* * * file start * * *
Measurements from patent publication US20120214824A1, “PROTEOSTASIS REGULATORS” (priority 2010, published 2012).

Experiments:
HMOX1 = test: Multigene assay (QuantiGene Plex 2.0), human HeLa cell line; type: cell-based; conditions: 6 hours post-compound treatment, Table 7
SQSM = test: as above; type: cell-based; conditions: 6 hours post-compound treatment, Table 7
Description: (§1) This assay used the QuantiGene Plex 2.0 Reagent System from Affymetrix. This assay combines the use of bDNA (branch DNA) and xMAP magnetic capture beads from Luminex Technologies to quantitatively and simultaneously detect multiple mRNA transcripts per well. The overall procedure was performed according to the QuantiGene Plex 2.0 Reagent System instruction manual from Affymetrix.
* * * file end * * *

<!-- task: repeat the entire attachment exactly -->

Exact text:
Measurements from patent publication US20120214824A1, “PROTEOSTASIS REGULATORS” (priority 2010, published 2012).

Experiments:
HMOX1 = test: Multigene assay (QuantiGene Plex 2.0), human HeLa cell line; type: cell-based; conditions: 6 hours post-compound treatment, Table 7
SQSM = test: as above; type: cell-based; conditions: 6 hours post-compound treatment, Table 7
Description: (§1) This assay used the QuantiGene Plex 2.0 Reagent System from Affymetrix. This assay combines the use of bDNA (branch DNA) and xMAP magnetic capture beads from Luminex Technologies to quantitatively and simultaneously detect multiple mRNA transcripts per well. The overall procedure was performed according to the QuantiGene Plex 2.0 Reagent System instruction manual from Affymetrix.